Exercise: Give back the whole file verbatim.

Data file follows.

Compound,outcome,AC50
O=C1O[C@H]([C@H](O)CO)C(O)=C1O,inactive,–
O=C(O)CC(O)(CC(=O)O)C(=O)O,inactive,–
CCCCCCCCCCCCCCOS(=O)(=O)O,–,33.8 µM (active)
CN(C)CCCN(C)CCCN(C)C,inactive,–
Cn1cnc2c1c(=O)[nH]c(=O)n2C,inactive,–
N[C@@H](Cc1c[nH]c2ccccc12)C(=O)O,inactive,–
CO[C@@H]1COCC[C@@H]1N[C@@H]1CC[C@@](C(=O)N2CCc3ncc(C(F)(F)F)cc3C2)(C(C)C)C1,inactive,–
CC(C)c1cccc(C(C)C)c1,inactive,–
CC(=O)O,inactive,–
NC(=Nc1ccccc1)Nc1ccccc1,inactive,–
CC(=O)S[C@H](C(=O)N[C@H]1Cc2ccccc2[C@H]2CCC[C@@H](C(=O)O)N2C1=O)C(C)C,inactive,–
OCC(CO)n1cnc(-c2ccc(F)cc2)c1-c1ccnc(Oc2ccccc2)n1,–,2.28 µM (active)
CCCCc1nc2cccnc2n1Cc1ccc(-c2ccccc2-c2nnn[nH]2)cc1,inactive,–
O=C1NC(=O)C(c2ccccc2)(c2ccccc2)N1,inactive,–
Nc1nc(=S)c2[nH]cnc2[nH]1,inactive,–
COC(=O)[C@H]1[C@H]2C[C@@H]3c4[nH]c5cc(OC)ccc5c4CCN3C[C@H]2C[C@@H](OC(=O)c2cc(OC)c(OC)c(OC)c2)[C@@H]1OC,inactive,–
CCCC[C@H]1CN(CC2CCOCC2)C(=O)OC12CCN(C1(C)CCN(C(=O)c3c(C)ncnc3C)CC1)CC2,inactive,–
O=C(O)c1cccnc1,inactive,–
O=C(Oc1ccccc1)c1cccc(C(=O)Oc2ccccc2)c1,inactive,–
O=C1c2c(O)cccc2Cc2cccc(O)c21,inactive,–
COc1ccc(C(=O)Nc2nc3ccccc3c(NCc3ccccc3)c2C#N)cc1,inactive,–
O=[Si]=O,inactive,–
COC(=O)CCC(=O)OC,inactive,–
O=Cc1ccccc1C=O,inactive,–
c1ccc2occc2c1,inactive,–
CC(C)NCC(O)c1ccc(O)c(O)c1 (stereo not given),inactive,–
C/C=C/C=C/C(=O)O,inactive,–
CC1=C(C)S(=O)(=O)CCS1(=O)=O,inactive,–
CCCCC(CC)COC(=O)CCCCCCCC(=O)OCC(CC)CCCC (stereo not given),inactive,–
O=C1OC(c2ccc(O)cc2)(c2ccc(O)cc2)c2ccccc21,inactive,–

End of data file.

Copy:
Compound,outcome,AC50
O=C1O[C@H]([C@H](O)CO)C(O)=C1O,inactive,–
O=C(O)CC(O)(CC(=O)O)C(=O)O,inactive,–
CCCCCCCCCCCCCCOS(=O)(=O)O,–,33.8 µM (active)
CN(C)CCCN(C)CCCN(C)C,inactive,–
Cn1cnc2c1c(=O)[nH]c(=O)n2C,inactive,–
N[C@@H](Cc1c[nH]c2ccccc12)C(=O)O,inactive,–
CO[C@@H]1COCC[C@@H]1N[C@@H]1CC[C@@](C(=O)N2CCc3ncc(C(F)(F)F)cc3C2)(C(C)C)C1,inactive,–
CC(C)c1cccc(C(C)C)c1,inactive,–
CC(=O)O,inactive,–
NC(=Nc1ccccc1)Nc1ccccc1,inactive,–
CC(=O)S[C@H](C(=O)N[C@H]1Cc2ccccc2[C@H]2CCC[C@@H](C(=O)O)N2C1=O)C(C)C,inactive,–
OCC(CO)n1cnc(-c2ccc(F)cc2)c1-c1ccnc(Oc2ccccc2)n1,–,2.28 µM (active)
CCCCc1nc2cccnc2n1Cc1ccc(-c2ccccc2-c2nnn[nH]2)cc1,inactive,–
O=C1NC(=O)C(c2ccccc2)(c2ccccc2)N1,inactive,–
Nc1nc(=S)c2[nH]cnc2[nH]1,inactive,–
COC(=O)[C@H]1[C@H]2C[C@@H]3c4[nH]c5cc(OC)ccc5c4CCN3C[C@H]2C[C@@H](OC(=O)c2cc(OC)c(OC)c(OC)c2)[C@@H]1OC,inactive,–
CCCC[C@H]1CN(CC2CCOCC2)C(=O)OC12CCN(C1(C)CCN(C(=O)c3c(C)ncnc3C)CC1)CC2,inactive,–
O=C(O)c1cccnc1,inactive,–
O=C(Oc1ccccc1)c1cccc(C(=O)Oc2ccccc2)c1,inactive,–
O=C1c2c(O)cccc2Cc2cccc(O)c21,inactive,–
COc1ccc(C(=O)Nc2nc3ccccc3c(NCc3ccccc3)c2C#N)cc1,inactive,–
O=[Si]=O,inactive,–
COC(=O)CCC(=O)OC,inactive,–
O=Cc1ccccc1C=O,inactive,–
c1ccc2occc2c1,inactive,–
CC(C)NCC(O)c1ccc(O)c(O)c1 (stereo not given),inactive,–
C/C=C/C=C/C(=O)O,inactive,–
CC1=C(C)S(=O)(=O)CCS1(=O)=O,inactive,–
CCCCC(CC)COC(=O)CCCCCCCC(=O)OCC(CC)CCCC (stereo not given),inactive,–
O=C1OC(c2ccc(O)cc2)(c2ccc(O)cc2)c2ccccc21,inactive,–